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  • Turkish President Recep Tayyip Erdogan attends a funeral service for victims of the thwarted coup in Istanbul at Fatih Mosque in Istanbul, Turkey, July 17, 2016.

    Turkish President Recep Tayyip Erdogan attends a funeral service for victims of the thwarted coup in Istanbul at Fatih Mosque in Istanbul, Turkey, July 17, 2016. | Photo: Reuters

Published 19 July 2016

Speaking to his Iranian counterpart just days after a failed coup, the Turkish president said he wanted better relations with Tehran and Moscow.

Just days after the failed coup against his government, Turkish President Recep Tayyip Erdogan told his Iranian counterpart Hassan Rouhani that Ankara was ready to enhance bilateral ties with both Moscow and Tehran while also pushing for regional stability.

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"Today, we are determined more than ever before to contribute to the solution of regional problems hand in hand with Iran and Russia and in cooperation with them," the Islamic Republic News Agency quoted Erdogan as saying during a telephone conversation Monday.

"At present, the situation is getting back to normal but it's too early to say that everything is over," Erdogan added.

Meanwhile, Rouhani expressed his support for the Turkish president against the coup attempt while highlighting the courage and political maturity of the Turkish people who he said rejected the coup to oust the democratically-elected government.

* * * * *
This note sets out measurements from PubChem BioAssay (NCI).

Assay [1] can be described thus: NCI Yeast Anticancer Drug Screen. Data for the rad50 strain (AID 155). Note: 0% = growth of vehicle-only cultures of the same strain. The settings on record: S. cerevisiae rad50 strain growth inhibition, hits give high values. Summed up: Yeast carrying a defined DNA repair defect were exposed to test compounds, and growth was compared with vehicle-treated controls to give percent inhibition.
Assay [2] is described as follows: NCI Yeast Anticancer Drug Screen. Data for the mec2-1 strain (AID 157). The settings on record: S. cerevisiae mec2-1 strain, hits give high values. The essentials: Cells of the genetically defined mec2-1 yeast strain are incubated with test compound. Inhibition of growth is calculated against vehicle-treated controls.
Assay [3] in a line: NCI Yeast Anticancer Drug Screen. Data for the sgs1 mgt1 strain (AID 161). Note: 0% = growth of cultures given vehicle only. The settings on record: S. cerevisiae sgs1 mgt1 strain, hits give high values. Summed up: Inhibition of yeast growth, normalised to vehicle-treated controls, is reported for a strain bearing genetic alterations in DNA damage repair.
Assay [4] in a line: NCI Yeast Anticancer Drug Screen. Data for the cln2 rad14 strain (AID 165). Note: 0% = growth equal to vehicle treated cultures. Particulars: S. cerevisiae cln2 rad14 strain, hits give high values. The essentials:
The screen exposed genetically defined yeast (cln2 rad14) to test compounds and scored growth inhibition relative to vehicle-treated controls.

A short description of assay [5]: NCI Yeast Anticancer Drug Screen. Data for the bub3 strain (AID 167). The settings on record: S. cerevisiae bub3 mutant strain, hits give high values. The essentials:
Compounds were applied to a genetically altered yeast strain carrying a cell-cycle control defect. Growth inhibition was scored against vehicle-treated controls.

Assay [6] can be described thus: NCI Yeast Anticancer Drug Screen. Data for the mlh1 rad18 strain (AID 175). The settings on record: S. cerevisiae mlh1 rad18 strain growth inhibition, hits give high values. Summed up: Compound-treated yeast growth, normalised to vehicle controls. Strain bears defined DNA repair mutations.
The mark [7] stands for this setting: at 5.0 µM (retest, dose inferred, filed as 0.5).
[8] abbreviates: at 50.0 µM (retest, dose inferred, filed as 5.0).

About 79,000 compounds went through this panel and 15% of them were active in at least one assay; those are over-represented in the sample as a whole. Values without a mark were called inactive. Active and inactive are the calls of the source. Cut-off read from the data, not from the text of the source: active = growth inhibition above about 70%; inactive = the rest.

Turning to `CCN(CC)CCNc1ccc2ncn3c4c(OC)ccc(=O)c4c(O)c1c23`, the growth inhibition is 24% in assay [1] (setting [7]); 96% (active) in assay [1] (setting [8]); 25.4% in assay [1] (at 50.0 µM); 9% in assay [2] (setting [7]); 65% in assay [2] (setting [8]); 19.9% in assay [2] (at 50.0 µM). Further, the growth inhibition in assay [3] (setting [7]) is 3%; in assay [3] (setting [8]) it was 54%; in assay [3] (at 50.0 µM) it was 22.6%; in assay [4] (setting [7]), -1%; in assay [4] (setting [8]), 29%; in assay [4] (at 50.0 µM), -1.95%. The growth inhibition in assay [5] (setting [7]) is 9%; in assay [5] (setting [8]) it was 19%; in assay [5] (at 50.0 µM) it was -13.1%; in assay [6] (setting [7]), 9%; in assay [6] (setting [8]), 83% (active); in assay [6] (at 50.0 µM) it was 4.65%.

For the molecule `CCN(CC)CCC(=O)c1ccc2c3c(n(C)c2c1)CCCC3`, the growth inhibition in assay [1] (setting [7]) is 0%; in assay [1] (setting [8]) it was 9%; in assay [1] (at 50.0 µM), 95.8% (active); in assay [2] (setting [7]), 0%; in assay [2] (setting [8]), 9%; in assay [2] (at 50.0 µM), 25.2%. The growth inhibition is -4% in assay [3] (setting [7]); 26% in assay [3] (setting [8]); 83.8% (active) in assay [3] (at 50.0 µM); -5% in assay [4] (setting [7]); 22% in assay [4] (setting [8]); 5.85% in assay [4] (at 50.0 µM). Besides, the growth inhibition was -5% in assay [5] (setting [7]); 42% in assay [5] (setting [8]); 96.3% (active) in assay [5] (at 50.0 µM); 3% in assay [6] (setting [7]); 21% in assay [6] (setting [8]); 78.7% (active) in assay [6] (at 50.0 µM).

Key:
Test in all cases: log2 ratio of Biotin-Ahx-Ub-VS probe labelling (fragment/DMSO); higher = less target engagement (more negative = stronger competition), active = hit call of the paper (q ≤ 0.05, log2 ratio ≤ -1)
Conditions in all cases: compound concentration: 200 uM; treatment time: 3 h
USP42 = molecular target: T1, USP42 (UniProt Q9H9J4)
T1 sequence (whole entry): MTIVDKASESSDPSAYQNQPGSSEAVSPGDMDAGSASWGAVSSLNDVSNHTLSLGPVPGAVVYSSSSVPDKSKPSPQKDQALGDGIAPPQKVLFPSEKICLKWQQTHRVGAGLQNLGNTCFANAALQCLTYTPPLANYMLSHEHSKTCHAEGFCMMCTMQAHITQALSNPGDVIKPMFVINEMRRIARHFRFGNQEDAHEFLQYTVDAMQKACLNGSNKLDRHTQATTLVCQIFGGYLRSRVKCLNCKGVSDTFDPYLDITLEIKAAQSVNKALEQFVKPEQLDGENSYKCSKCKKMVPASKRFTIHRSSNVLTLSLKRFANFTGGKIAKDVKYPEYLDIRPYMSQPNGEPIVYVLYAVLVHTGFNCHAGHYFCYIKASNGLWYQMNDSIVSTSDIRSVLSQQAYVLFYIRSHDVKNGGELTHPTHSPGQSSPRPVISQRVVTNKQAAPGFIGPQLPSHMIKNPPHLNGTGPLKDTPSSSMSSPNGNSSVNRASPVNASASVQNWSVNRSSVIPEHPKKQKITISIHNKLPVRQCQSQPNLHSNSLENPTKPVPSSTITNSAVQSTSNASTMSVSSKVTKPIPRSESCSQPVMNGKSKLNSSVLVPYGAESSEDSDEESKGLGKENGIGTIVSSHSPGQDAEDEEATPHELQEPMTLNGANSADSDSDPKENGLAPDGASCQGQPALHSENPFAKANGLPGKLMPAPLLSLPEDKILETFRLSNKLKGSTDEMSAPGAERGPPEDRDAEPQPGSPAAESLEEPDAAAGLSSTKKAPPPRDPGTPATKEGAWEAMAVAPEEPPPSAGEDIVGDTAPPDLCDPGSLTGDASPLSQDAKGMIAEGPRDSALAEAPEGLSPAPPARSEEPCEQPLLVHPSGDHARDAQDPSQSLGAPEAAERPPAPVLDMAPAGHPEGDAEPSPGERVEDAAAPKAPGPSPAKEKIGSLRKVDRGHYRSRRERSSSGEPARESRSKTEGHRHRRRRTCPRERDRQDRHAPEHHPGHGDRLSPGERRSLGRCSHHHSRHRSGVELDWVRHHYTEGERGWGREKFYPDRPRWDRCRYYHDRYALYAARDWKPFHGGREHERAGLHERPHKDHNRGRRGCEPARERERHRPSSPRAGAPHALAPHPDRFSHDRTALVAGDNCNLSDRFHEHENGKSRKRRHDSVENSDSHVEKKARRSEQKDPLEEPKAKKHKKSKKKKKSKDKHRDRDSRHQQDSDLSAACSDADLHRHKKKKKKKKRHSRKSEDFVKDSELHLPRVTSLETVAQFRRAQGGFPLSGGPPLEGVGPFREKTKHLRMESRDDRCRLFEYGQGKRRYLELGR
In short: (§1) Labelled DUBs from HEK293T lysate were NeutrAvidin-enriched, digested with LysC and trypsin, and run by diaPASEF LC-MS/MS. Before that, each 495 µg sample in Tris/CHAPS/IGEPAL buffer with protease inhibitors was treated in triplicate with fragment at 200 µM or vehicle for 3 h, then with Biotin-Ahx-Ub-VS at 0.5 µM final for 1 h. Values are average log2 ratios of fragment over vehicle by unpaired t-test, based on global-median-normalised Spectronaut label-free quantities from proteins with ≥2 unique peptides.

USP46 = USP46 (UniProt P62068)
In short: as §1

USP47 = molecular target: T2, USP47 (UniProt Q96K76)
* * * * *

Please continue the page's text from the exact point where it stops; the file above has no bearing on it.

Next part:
"Stability and tranquility in Turkey have a positive impact on the atmosphere in the whole region. We have no doubt that tranquility in the Islamic world countries does not suit terrorists and some superpowers," the Iranian president stressed.

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Ties between Turkey and Russia reached an all-time low after the Turkish army downed a Russian jet over the border between Turkey and Syria earlier this year. Ankara, unlike Moscow and Tehran, is against Syrian President Bashar Assad and was the first capital to call for his removal in 2011.

Erdogan has accused former ally turned arch-enemy, U.S.-based cleric Fethullah Gulen, of orchestrating the coup which has resulted in at least 265 deaths, more than 1,000 injuries and 6,000 arrests.

The government, now empowered by a state-of-emergency after the coup, have launched a major purge within several state institutions including the army, police, judiciary and most recently the education sector.

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